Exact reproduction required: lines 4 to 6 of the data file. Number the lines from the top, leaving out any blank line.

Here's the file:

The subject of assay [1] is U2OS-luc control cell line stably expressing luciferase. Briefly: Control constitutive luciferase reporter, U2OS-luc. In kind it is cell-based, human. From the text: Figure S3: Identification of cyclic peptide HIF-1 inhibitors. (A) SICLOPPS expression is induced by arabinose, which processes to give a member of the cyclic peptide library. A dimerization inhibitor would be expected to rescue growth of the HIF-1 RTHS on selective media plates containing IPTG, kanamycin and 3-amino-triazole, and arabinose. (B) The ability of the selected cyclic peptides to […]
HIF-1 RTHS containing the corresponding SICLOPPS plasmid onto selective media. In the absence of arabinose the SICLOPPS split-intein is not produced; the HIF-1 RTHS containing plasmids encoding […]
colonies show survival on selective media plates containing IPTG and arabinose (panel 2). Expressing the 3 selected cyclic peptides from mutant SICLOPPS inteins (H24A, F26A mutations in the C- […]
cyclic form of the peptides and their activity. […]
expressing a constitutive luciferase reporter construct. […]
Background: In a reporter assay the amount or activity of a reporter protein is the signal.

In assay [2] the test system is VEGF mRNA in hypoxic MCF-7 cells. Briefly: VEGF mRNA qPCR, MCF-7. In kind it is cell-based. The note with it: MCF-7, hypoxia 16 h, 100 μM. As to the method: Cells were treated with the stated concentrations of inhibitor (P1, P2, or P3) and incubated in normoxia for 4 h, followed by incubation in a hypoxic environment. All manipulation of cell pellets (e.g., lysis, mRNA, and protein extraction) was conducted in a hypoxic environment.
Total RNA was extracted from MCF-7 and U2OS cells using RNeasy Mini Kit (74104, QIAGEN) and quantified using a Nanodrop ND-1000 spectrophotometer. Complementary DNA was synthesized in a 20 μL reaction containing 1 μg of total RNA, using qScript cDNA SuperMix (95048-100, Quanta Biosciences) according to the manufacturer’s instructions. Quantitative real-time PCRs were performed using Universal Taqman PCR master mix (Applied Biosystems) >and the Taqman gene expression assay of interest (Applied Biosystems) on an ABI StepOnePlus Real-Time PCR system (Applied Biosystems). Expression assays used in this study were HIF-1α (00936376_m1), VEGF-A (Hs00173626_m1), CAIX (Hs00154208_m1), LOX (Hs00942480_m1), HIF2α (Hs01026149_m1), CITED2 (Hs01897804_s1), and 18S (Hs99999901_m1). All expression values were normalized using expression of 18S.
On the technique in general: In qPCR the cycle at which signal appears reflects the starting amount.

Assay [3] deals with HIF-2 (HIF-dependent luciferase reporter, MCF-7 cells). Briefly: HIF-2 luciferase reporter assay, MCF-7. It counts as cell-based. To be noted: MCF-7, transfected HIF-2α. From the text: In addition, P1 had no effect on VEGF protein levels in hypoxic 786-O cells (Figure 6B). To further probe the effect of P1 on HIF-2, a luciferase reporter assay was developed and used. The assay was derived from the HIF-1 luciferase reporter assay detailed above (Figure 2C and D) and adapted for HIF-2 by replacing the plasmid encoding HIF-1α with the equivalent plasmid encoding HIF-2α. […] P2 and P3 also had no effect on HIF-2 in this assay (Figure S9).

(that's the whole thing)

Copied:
cyclic form of the peptides and their activity. […]
expressing a constitutive luciferase reporter construct. […]
Background: In a reporter assay the amount or activity of a reporter protein is the signal.